Karl Popper
Karl Popper; drawing by David Levine


Karl Popper, who died in 1994, was one of the most influential philosophers of the twentieth century—as much outside the profession of philosophy as within it (Chancellor Helmut Schmidt, Sir Peter Medawar, and Sir Ernst Gombrich were ardent Popperians). An emigrant from Vienna in 1937, who had fled the Nazis, Popper spent his early academic years in New Zealand before obtaining a post at the London School of Economics in 1945, where he taught until he re-tired. (Popper’s early years are comprehensively covered in Malachi Haim Hacohen’s The Formative Years.) Polymathic, prolific, strong-willed, he made his mark in both the philosophy of science and political philosophy, later developing distinctive views in the philosophy of mind and even Greek philosophy.

His initial philosophical impetus came from the Vienna Circle, a group of scientifically inclined philosophers and scientists who flourished in the interwar years and who espoused the philosophy that came to be known as “logical positivism”—a view best defined as against religion and traditional metaphysics and for empir-ical science (A.J. Ayer’s Language, Truth and Logic introduced this philosophy to the English-speaking world in 1946). However, Popper said that he diverged profoundly from the Vienna Circle, particularly over the nature of scientific method: while they took empirical verifiability as the touchstone of science (and hence intellectual respectability), Popper took the notion of falsification as the essential mark of scientific discourse. This key idea was to have a large impact on the philosophy of science, as well as on the whole issue of what constituted reputable discourse. The recent books devoted to Popper attest to the vitality of the ideas he introduced.1 While not being a guru within the narrow confines of analytical philosophy, when compared, say, to Wittgenstein, he continues to be a major intellectual figure in the world beyond.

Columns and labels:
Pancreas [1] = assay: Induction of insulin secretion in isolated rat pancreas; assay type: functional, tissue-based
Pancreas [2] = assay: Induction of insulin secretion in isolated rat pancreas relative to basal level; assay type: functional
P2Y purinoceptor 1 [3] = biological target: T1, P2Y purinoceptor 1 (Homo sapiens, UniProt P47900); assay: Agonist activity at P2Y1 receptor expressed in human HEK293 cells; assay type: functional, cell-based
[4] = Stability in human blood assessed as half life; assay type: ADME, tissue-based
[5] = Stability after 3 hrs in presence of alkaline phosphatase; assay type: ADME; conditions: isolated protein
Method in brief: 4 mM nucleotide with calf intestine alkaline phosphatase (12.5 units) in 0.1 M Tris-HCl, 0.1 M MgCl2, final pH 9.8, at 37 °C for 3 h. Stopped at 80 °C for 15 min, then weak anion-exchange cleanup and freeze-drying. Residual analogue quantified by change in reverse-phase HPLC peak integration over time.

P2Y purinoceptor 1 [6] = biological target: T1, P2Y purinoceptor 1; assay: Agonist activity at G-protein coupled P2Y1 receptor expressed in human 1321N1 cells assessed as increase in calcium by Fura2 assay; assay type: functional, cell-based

There is an impressive and attractive unity to Popper’s thought. In his philosophy of science, his general theory of knowledge, his philosophy of biology, and his political philosophy the same basic ideas recur. For Popper, everything revolves around the solving of problems by means of the critical elimination of attempted solutions. In “The Logic and Evolution of Scientific Theory,” the first essay in the aptly named All Life Is Problem Solving, a collection of his later lectures and essays, Popper offers us a three-stage model of learning, which he takes to apply to animal learning as well as to the upper reaches of scientific research: first there is the problem (Popper is very fond of the emphatic use of italics); then there are the attempted solutions; finally there is the elimination of those solutions. Epistemic progress works by trial and error.

In the case of scientific knowledge this three-stage model assumes the familiar Popperian form: the scientist is confronted by a problem in accepted theory, occasioned by a faulty prediction or explanatory weakness, which leads to the need for a new theory; she generates, by means of imaginative creativity, a range of conjectures or guesses as to what might be a preferable theory; she then sets about trying to falsify these conjectures, until only one is left standing. In this way objective scientific knowledge grows.